When is a race to the bottom actually a race to the top?
While that sounds like a riddle from the old Batman TV show, it’s actually the most pressing national security issue almost nobody’s talking about: the underseas mining land rush.
The new land rush for minerals extraction has taken to the seas, as it were. Modern technology has opened up vast, new frontiers of mineral wealth deep below the ocean surface.
What’s at stake is deep sea polymetallic nodule exploration – yes, that’s a mouthful – where clumps of iron and other valuable metals clump into mineral concretions at the bottom of the sea, waiting patiently to be mined by the first brave souls to get to them. They’re like a battery in a rock in the ocean.
It’s estimated that, according to this piece in The New Yorker, that seabed nodules contain “six times as much cobalt, three times as much nickel, and four times as much of the rare-earth metal yttrium as there is on land.” Moreover, they are estimated to contain 6,000 (!) times as much of the ultra-rare element tellurium.
As nations and interests continue competing for resources, the precious metals in our oceans cannot be ignored.
These resources can spell the difference in the mineral arms race of the 21st century, with applications in military hardware, computers, phones, medical devices and so forth. The aforementioned minerals are particularly important in the batteries that will be needed to power the electric vehicles of the future.
That’s right – EVs don’t just magically allow us to get everywhere like The Jetsons. They require about six times the minerals as traditional gas-powered cars, so we need to prepare for their future.
The race to the bottom of the ocean is one that China is currently winning. China is unfettered by environmentalist obstructionism, an onerous contracting process and a competitive political process. In our cold war with China, we cannot let them win the upper hand in on the ocean floor.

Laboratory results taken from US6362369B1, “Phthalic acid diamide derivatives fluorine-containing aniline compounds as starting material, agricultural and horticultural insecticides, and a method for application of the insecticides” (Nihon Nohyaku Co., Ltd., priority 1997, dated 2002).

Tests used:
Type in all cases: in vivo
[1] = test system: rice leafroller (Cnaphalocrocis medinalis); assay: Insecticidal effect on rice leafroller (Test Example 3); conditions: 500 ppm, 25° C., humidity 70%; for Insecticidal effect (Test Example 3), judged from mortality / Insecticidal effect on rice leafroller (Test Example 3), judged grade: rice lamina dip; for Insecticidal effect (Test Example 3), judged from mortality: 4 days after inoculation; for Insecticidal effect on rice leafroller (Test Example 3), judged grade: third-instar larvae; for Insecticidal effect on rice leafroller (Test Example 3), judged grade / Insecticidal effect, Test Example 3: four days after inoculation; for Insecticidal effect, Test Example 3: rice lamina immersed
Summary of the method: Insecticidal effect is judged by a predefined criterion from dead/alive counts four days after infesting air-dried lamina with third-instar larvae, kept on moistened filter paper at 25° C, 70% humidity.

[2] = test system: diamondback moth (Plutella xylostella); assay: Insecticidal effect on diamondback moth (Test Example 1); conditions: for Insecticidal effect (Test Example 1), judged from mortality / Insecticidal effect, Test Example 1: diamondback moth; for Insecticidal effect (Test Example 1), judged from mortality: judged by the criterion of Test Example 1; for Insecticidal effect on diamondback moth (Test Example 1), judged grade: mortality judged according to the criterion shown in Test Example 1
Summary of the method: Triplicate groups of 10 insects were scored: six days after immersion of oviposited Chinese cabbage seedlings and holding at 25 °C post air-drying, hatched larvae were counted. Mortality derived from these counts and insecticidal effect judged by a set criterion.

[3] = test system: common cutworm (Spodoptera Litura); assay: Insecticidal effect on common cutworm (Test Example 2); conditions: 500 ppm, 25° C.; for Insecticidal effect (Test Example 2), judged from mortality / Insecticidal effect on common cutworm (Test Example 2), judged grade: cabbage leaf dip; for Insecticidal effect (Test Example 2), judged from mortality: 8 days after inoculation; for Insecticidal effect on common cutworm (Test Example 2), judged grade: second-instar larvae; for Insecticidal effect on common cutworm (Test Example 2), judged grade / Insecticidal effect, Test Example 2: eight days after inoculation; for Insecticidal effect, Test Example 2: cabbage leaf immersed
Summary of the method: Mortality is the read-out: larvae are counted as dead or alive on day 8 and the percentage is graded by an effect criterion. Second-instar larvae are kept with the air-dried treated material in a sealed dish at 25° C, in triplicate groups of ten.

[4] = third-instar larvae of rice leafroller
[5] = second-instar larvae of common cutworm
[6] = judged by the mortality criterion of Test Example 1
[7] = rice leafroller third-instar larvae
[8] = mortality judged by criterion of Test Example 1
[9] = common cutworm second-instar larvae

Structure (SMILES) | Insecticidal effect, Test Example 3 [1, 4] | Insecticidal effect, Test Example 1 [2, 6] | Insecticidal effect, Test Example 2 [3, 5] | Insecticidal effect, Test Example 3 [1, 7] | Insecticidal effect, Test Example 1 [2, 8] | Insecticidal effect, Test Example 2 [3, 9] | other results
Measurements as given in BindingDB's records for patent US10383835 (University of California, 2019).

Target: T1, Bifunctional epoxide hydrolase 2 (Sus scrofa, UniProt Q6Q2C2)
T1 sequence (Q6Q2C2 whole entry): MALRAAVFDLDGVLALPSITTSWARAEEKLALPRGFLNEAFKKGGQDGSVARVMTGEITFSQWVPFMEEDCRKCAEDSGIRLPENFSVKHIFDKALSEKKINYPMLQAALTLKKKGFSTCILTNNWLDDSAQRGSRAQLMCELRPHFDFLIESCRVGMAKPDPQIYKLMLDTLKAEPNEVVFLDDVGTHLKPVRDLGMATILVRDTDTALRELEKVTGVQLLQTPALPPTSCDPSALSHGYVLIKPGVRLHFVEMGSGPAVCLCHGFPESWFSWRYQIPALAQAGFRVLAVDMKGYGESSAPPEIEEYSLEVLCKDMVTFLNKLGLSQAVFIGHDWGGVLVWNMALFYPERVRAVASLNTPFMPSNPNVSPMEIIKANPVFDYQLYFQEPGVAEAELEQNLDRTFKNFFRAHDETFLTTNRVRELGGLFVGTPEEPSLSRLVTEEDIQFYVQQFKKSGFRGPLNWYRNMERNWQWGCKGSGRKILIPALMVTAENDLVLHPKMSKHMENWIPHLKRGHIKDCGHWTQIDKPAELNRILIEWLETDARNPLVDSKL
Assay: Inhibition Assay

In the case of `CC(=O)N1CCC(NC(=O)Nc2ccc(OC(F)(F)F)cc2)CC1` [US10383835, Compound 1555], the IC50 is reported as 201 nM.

If American industry and innovation are unfettered, there’s nothing that can stop them. So our federal government must find opportunities to make it easier for companies to capitalize on the 21st century deep-sea land rush, whether those companies are based in America or allied nations, like Canada’s The Metals Company.
In the coming months, Congress will release its annual defense budget – the National Defense Authorization Act (NDAA). National security in this case means resource security as well: if we end up at war with China we don’t want to have to buy our war machine from them as well.
Defense readiness demands access to all critical mineral wealth. Ergo the Pentagon needs to incorporate polymetallic nodule mining into a holistic strategic plan. As it stands now, America is facing a mineral deficit which threatens both military superiority and technological preparedness over adversaries who openly want to overthrow us.
This year, the U.S. will set a record for mineral imports, as global supply chain issues have been shown to be fragile and unreliable. We won World War II, in part, because our industrial base outstripped our enemies. Let’s not lose WWIII because it doesn’t.
With the NDAA, Congress can enact those policies that allow America to supplant domestic mineral wealth with those lying in wait just off the shore.
Naval superiority has long been a hallmark of America’s military dominance. Indeed, our Navy has been “criticized” for being larger than the next 13 navies combined, though there are those warning that the time of our maritime dominance is over.
But it doesn’t have to be. To stay on top, let’s make a race to the bottom.
Jared Whitley is a longtime politico who has worked in the U.S. Congress, White House and defense industry. He is an award-winning writer, having won best blogger in the state from the Utah Society of Professional Journalists (2018) and best columnist from Best of the West (2016). He earned his MBA from Hult International Business School in Dubai. Read Jared Whitley’s reports — More Here.
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